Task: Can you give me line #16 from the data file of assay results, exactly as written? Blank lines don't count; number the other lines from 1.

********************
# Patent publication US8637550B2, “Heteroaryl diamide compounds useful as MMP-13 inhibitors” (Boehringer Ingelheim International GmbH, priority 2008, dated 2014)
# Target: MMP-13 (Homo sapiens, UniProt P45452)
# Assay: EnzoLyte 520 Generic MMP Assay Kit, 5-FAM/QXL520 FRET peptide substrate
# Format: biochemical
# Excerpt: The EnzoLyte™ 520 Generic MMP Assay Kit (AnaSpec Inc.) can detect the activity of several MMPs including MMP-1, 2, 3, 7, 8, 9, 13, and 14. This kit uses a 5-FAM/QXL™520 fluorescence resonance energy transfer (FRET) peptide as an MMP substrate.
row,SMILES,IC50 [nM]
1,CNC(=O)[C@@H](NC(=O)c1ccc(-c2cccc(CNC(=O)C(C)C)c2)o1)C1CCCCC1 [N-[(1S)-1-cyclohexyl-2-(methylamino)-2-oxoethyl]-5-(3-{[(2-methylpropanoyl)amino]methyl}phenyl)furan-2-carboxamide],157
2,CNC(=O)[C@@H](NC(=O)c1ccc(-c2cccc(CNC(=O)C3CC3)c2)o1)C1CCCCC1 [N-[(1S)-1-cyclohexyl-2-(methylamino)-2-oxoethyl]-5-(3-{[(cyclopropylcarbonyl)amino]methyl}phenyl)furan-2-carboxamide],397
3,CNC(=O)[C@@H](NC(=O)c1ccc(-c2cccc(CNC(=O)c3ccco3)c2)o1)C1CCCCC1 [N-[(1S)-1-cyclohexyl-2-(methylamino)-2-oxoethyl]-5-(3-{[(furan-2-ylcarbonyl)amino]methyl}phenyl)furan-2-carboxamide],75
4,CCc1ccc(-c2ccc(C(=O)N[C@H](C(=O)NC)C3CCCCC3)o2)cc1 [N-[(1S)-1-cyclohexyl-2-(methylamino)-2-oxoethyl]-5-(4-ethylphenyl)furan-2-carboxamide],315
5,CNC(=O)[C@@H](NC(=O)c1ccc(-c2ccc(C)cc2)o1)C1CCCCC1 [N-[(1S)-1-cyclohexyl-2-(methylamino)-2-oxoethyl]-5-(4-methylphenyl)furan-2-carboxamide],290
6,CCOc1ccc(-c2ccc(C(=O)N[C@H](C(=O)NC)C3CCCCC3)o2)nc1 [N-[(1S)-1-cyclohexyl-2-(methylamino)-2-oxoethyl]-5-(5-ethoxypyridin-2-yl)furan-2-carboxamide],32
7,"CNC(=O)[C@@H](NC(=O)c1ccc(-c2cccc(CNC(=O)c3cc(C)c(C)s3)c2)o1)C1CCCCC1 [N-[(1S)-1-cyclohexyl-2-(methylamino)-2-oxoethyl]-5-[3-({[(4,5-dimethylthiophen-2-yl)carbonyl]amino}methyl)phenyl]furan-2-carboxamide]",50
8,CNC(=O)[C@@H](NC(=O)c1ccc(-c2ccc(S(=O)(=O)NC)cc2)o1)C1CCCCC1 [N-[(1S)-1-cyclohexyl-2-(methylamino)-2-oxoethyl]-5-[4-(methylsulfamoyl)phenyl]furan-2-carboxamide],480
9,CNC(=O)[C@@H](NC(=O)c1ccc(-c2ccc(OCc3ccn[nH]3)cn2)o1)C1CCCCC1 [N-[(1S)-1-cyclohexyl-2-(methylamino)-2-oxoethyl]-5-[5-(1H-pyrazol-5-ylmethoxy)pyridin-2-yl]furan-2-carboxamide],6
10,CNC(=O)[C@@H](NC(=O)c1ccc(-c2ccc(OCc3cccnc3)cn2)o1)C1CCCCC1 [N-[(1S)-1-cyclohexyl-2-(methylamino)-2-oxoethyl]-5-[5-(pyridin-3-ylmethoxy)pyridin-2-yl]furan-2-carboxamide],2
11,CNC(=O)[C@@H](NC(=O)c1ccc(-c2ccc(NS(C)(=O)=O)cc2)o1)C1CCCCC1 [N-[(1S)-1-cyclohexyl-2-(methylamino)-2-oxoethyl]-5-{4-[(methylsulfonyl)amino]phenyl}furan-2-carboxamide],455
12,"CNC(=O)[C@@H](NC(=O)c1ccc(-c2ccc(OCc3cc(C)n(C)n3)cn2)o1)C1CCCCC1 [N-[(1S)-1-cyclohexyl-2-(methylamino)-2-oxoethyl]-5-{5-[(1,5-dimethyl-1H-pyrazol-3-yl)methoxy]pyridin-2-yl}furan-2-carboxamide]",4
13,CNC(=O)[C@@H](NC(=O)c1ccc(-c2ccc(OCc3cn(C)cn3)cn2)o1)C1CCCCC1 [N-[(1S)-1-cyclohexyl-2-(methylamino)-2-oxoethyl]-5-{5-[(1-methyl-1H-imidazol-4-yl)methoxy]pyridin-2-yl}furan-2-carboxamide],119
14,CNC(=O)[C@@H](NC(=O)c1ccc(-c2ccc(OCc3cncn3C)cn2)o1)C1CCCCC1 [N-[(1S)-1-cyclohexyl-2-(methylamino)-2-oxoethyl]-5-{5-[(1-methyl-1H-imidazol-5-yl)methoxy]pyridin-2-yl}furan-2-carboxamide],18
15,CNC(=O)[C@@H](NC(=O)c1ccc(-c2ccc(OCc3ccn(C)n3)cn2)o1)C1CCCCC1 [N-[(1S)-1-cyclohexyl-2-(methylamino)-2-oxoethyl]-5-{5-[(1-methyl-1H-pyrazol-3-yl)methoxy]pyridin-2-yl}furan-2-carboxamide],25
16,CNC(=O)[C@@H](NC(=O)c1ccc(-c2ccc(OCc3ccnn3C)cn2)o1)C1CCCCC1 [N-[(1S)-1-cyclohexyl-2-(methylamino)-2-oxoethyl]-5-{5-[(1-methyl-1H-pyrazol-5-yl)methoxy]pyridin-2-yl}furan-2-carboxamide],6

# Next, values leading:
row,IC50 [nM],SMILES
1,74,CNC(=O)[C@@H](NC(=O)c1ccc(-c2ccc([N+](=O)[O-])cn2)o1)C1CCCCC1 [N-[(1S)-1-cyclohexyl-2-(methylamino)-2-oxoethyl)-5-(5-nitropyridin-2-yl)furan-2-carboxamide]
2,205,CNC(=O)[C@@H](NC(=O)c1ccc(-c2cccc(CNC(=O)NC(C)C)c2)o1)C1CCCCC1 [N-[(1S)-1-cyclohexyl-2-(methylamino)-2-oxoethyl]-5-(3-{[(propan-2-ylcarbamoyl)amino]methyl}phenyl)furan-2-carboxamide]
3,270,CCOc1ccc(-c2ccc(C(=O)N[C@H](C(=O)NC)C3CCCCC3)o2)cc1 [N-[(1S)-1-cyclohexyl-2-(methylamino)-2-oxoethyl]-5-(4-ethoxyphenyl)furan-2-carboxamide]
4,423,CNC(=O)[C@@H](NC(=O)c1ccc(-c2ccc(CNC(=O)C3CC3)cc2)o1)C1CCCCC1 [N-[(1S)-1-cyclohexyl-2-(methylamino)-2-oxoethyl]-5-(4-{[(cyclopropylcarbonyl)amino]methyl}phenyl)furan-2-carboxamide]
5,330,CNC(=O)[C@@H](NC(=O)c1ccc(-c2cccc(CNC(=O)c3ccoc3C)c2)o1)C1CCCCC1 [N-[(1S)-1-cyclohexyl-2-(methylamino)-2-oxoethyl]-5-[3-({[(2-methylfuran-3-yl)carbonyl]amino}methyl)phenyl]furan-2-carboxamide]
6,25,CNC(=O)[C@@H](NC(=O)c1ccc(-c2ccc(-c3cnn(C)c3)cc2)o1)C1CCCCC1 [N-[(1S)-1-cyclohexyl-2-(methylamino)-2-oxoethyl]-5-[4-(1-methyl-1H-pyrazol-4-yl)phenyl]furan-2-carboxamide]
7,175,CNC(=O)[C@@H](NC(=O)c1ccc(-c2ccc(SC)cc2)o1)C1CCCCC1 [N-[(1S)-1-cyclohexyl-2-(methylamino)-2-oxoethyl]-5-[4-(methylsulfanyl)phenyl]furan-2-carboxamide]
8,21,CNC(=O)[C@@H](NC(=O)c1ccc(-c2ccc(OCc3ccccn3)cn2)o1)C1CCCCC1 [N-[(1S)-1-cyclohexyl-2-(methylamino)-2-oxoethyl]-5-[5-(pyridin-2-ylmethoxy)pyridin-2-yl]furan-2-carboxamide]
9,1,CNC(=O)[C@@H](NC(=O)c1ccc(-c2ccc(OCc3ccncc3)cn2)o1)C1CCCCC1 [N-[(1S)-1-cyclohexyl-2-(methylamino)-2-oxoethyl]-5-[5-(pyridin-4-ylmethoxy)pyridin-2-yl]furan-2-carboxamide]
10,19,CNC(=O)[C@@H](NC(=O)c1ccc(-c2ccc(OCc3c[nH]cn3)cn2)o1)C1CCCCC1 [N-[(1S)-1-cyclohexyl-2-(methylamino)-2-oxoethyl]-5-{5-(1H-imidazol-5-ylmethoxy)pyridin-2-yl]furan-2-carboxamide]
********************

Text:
10,CNC(=O)[C@@H](NC(=O)c1ccc(-c2ccc(OCc3cccnc3)cn2)o1)C1CCCCC1 [N-[(1S)-1-cyclohexyl-2-(methylamino)-2-oxoethyl]-5-[5-(pyridin-3-ylmethoxy)pyridin-2-yl]furan-2-carboxamide],2